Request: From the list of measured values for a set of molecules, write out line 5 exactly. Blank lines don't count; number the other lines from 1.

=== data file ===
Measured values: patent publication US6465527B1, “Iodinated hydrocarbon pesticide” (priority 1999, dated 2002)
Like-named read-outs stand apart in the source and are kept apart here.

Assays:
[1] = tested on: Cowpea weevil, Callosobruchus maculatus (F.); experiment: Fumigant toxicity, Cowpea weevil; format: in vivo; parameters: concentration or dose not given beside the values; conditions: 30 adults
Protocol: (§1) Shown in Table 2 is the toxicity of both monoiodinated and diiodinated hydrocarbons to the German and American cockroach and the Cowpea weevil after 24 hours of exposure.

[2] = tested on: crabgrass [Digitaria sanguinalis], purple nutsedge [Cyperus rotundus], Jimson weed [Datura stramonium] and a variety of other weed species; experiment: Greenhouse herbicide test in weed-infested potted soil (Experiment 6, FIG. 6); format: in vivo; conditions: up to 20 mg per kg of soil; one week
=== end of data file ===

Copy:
Protocol: (§1) Shown in Table 2 is the toxicity of both monoiodinated and diiodinated hydrocarbons to the German and American cockroach and the Cowpea weevil after 24 hours of exposure.